Who is holding the baby?

Updated: Aug 9

READ Are family-friendly policies fair to non-parents?

Yes, they absolutely are. The organisation which is truly family-friendly is so because it is people-friendly to its bones. Everyone is respected and included, whatever their caring responsibilities or commitments outside work.

Flashback to the late ‘90s, and you would have found me campaigning for flexible working for parents - by which, in truth, I meant mothers. They were the people who most needed the accommodation. But the evidence quickly mounted that, rather than as an accommodation for a minority in the workforce, flexibility worked best for parents when it worked well for everyone. Flexibility well-managed and well-supported was, and continues to be, the marker of a good place to work and of high-performing people.

One of the first large employers to get this was Lloyds TSB, who introduced reason-neutral flexible working in 2002. Competitors watched and learned.

In 2008, Working Families published the findings of a research collaboration with Cranfield School of Management (1). The learning was clear. There a positive relationship between flexible working and individual performance. And, flexible working was seen as an appropriate method of working and was culturally acceptable when it was available to all employees regardless of their personal circumstances. Greater cultural resistance was found in organisations where the actual take-up of flexible working was dominated by certain types of employee, such as parents of young children.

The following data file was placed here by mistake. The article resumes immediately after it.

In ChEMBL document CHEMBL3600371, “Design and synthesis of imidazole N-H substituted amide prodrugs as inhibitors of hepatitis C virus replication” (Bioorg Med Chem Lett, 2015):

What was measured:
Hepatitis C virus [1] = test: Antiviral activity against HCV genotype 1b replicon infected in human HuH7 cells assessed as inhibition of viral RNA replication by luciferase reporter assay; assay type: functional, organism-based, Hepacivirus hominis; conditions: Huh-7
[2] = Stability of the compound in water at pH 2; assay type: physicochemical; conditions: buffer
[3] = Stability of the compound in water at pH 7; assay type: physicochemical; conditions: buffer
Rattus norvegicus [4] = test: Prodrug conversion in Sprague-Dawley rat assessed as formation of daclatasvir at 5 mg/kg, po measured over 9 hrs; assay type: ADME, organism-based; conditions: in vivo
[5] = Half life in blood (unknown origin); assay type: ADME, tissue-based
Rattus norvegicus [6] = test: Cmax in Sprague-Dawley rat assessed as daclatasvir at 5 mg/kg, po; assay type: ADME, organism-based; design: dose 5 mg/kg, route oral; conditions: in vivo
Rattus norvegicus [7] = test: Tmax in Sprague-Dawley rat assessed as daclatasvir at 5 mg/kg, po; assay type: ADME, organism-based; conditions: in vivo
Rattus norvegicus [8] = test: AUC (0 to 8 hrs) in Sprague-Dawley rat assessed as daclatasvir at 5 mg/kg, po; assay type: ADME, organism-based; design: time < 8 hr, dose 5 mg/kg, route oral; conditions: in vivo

So I began prefacing my campaigning messages by saying, “This may seem counter-intuitive, but as a campaigner for parents at work, I want flexible working to be available to everyone.” Government finally caught up with employer good practice and extended the right to request flexible working to all employees in 2012.

But that still leaves the sometimes tricky question of who gets to leave at 3pm to pick up their in-real-life baby, and who is left holding the metaphorical one at work. How to avoid resentment at the special treatment which parents receive?

At the whole-organisational level, the answer includes well-thought-through communications, reinforcing flexibility as a key underpinning of a culture which supports everyone, whatever the demands of their lives outside work. Using “real-models” brings this to life. Assessing managers by how satisfied their team members are with their work-life balance, makes it serious for everyone. The message is that flexibility supports inclusion, and that inclusion supports high performance in a great place to work.

At the team level, what I have seen work very well is team-based protocols. The organisation provides the overarching flexible working policy - the simpler, the better. The team leader sets the deliverables and any non-negotiables (opening hours to the public, an obvious example). Team members are respected for the knowledge they have of what has to be done, when and how, to meet their objectives. Commitments and responsibilities beyond work are included in the mix. It’s not set in stone - it’s worth the team revisiting its protocol every six months or so, to keep up with changes in the organisation and in the lives of colleagues. The outcome is flexibility which works for that team and the people within it, as well as its clients or customers. It also delivers more broadly for the organisation, supporting both its business and inclusion objectives.

1 Flexible Working and Performance: summary of findings. Cranfield School of Management and Working Families, 2008

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